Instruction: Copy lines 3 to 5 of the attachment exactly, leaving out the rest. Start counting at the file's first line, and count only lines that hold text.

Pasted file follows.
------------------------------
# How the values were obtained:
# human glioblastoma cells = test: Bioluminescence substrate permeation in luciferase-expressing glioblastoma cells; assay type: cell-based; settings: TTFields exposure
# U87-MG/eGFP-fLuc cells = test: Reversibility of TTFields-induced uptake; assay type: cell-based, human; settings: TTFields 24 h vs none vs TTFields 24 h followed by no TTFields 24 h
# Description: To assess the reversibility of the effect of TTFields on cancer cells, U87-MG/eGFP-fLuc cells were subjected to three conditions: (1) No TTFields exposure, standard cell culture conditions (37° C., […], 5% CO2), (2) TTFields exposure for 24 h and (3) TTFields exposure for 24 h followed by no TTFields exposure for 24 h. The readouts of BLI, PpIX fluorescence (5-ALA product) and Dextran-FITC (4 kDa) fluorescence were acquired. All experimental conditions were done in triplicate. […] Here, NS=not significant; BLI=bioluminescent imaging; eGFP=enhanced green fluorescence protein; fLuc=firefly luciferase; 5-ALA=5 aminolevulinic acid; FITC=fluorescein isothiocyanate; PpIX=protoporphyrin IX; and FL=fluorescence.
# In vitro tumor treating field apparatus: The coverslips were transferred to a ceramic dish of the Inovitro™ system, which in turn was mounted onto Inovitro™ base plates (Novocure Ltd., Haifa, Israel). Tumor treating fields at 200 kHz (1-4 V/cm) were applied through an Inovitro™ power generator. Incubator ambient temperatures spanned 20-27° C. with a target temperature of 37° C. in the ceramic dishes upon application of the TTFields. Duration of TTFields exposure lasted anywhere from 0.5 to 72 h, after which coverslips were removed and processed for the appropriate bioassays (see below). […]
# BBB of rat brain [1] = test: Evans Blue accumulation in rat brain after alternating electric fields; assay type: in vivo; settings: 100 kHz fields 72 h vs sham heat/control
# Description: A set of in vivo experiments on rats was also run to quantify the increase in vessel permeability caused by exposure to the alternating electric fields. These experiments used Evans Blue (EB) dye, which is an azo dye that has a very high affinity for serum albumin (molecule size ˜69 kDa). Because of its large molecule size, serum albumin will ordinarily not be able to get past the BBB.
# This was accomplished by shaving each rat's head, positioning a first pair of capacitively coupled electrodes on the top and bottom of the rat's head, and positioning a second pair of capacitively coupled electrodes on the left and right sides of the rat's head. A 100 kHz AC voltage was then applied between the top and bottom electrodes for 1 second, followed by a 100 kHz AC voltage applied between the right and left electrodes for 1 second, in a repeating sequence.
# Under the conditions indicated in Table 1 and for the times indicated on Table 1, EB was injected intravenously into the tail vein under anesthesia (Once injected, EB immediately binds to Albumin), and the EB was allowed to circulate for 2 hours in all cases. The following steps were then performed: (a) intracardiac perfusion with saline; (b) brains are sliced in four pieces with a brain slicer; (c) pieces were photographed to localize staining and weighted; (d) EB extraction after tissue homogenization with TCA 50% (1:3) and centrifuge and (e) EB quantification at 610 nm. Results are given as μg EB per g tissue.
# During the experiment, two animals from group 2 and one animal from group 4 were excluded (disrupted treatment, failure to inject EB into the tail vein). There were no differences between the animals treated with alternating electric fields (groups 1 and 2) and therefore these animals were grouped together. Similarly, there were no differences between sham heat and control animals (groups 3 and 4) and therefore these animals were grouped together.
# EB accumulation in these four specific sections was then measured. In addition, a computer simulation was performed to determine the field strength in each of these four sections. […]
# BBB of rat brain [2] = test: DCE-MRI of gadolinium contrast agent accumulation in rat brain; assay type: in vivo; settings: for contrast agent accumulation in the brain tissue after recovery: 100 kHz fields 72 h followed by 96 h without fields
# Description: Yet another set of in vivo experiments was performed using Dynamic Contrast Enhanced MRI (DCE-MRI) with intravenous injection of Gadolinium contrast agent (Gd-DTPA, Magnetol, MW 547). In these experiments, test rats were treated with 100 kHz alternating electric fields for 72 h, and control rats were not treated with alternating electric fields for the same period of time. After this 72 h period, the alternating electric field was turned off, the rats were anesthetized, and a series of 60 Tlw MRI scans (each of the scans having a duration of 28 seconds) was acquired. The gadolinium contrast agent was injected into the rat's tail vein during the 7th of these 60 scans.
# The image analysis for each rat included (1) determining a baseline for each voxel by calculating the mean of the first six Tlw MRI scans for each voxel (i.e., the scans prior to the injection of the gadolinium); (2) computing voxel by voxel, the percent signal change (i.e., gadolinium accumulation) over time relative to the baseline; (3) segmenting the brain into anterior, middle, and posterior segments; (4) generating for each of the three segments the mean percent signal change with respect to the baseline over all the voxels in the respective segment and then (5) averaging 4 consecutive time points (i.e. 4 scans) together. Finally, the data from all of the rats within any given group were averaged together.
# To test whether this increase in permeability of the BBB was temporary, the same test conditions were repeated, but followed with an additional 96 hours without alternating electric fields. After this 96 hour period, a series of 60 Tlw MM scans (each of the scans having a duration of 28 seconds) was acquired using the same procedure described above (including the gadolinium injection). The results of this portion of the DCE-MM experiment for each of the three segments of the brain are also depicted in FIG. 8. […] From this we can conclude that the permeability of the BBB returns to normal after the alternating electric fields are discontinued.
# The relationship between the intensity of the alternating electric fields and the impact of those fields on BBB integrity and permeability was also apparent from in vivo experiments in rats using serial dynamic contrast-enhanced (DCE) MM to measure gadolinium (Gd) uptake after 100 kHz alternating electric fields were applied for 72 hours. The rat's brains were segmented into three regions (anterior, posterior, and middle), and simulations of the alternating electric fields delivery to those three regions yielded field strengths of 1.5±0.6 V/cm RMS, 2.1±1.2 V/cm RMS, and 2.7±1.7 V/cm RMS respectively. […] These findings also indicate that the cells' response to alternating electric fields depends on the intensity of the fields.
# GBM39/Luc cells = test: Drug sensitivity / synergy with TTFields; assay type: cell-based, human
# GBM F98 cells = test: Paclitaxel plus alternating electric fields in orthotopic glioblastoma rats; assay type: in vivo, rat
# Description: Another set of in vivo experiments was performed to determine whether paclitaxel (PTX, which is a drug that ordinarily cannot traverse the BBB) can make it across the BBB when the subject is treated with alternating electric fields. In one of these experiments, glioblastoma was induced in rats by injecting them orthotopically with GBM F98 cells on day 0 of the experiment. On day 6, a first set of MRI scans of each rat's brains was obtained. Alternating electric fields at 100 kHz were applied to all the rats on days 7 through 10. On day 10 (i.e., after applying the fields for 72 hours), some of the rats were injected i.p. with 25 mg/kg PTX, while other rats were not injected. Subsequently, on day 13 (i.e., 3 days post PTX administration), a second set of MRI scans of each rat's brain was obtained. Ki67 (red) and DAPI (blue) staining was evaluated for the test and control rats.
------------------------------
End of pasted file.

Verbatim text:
# U87-MG/eGFP-fLuc cells = test: Reversibility of TTFields-induced uptake; assay type: cell-based, human; settings: TTFields 24 h vs none vs TTFields 24 h followed by no TTFields 24 h
# Description: To assess the reversibility of the effect of TTFields on cancer cells, U87-MG/eGFP-fLuc cells were subjected to three conditions: (1) No TTFields exposure, standard cell culture conditions (37° C., […], 5% CO2), (2) TTFields exposure for 24 h and (3) TTFields exposure for 24 h followed by no TTFields exposure for 24 h. The readouts of BLI, PpIX fluorescence (5-ALA product) and Dextran-FITC (4 kDa) fluorescence were acquired. All experimental conditions were done in triplicate. […] Here, NS=not significant; BLI=bioluminescent imaging; eGFP=enhanced green fluorescence protein; fLuc=firefly luciferase; 5-ALA=5 aminolevulinic acid; FITC=fluorescein isothiocyanate; PpIX=protoporphyrin IX; and FL=fluorescence.
# In vitro tumor treating field apparatus: The coverslips were transferred to a ceramic dish of the Inovitro™ system, which in turn was mounted onto Inovitro™ base plates (Novocure Ltd., Haifa, Israel). Tumor treating fields at 200 kHz (1-4 V/cm) were applied through an Inovitro™ power generator. Incubator ambient temperatures spanned 20-27° C. with a target temperature of 37° C. in the ceramic dishes upon application of the TTFields. Duration of TTFields exposure lasted anywhere from 0.5 to 72 h, after which coverslips were removed and processed for the appropriate bioassays (see below). […]